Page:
It seems to me that he contains in far finer form pretty much everything that is valuable in her thought. A poet is unique, incomparable, and to make these comparisons between poets is to ignore the primary laws of criticism, which seeks to discover the essential individuality of writers, not their chance resemblances. It is as futile as it is unjust to parallel Father Tabb's work with Emily Dickinson's: his is full of quiet reverie; hers has a sharp stabbing quality which disturbs and overthrows the spiritual ease of the reader. Emily Dickinson is one of our most original writers, a force destined to endure in American letters. There is no doubt that critics are justified in complaining that her work is often cryptic in thought and unmelodious in expression. Almost all of her poems are written in short measures, in which the effect of curt brevity is increased by her verbal penuriousness. Compression and epigrammatical ambush are her aids; she proceeds, without preparation or apology, by sudden, sharp zigzags. What intelligence a reader has must be exercised in the poetic game of hare-and-hounds, where ellipses, inversions, and unexpected climaxes mislead those who pursue sweet reasonableness. Nothing, for instance, could seem less poetical than this masterpiece of unspeakable sounds and chaotic rhymes:—.
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Development as a poet
With Walt Whitman , Dickinson is widely considered to be one of the two leading 19th-century American poets. Emily Dickinson is considered one of the leading 19th-century American poets, known for her bold original verse, which stands out for its epigrammatic compression, haunting personal voice, and enigmatic brilliance. Yet it was only well into the 20th century that other leading writers—including Hart Crane, Allen Tate, and Elizabeth Bishop—registered her greatness. Emily Dickinson attended Amherst Academy in her Massachusetts hometown. She showed prodigious talent in composition and excelled in Latin and the sciences. A botany class inspired her to assemble an herbarium containing many pressed plants identified in Latin.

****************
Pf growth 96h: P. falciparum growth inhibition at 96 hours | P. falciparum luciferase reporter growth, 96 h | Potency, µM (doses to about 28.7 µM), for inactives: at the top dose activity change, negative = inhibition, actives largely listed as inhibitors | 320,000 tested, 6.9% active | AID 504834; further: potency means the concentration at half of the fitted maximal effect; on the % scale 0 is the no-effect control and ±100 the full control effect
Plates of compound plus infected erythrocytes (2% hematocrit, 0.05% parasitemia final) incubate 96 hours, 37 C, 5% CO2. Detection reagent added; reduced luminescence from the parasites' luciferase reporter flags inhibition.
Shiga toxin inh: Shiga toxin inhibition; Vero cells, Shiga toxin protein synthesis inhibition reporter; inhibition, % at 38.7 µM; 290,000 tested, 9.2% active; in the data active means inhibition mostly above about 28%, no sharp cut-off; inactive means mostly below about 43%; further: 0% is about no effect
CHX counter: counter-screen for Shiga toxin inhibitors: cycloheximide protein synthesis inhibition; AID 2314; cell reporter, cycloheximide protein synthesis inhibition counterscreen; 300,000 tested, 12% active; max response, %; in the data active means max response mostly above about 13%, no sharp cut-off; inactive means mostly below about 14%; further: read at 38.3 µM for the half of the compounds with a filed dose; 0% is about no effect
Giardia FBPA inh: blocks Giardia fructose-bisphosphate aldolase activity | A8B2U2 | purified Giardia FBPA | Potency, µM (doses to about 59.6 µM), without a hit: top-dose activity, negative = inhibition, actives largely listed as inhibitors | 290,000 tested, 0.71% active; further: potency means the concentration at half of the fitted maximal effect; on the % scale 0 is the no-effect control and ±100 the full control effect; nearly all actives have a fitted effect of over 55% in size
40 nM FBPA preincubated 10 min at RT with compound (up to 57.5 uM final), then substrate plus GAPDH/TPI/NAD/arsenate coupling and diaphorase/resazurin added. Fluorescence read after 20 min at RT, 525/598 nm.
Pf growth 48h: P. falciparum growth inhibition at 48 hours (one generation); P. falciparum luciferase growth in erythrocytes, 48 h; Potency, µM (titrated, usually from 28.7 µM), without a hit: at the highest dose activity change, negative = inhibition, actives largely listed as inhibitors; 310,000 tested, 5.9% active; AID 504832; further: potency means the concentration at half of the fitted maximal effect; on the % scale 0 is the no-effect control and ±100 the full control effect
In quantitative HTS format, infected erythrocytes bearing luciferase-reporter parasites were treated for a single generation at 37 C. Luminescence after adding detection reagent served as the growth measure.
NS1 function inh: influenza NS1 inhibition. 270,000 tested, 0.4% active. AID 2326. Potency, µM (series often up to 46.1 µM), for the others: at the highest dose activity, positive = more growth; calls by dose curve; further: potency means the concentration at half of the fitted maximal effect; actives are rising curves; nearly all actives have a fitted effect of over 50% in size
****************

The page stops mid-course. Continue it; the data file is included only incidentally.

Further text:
Dickinson was born in Amherst , Massachusetts , into a prominent family with strong ties to its community. After studying at the Amherst Academy for seven years in her youth, she briefly attended the Mount Holyoke Female Seminary before returning to her family's house in Amherst. Evidence suggests that Dickinson lived much of her life in isolation. Considered an eccentric by locals, she developed a penchant for white clothing and was known for her reluctance to greet guests or, later in life, to even leave her bedroom. Dickinson never married, and most friendships between her and others depended entirely upon correspondence. While Dickinson was a prolific writer, her only publications during her lifetime were 10 of her nearly 1, poems, and one letter. Her poems were unique to her era.
Four months before her twentieth birthday, Emily Dickinson December 10, —May 15, met the person who became her first love and remained her greatest — an orphaned mathematician-in-training by the name of Susan Gilbert, nine days her junior. I devote more than one hundred pages of Figuring to their beautiful, heartbreaking, unclassifiable relationship that fomented some of the greatest, most original and paradigm-shifting poetry humanity has ever produced. This essay is drawn from my book.